No Gain, No Change?
Bedersdorfer, J., Berg, A., Hein, J., Veigel, S.
Since environmental issues and ways to behave more pro-environmentally friendly are communicated ever more frequently, the importance of the question of how to design messages and options to create behavior change rises. For example, there are mixed findings as to whether a gain-framing or a loss-framing of messages results in more behavior change. Studies have shown, that for a highly salient problem, gain-framed messages are more effective. Further, in order to avoid reactance, messages should give people the feeling of freedom of choice in how to change behavior. The present study examines the effectiveness of both approaches in a 2 (gain- vs. loss-framing) x 3 (low vs. medium vs. high freedom of choice) design, investigating the change of environmentally relevant behaviors in a time span of four weeks and the role of reactance as a possible mediator between the framing condition (respectively the freedom of choice condition) and the change in pro-environmental behavior. Results suggest that gain-framing leads to a greater change towards pro-environmental behavior than loss-framing. Freedom of choice seems to have different effects depending on the framing condition, but anyway a low freedom of choice showed the best results in both conditions. No evidence is found for reactance as a mediator. The study provides initial evidence, that gain-framed messages should be preferred when it comes to appealing to people to behave more environmentally friendly.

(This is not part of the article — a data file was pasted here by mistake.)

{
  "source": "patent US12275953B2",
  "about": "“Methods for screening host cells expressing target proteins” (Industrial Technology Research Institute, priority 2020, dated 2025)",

Choices, Environment, Framing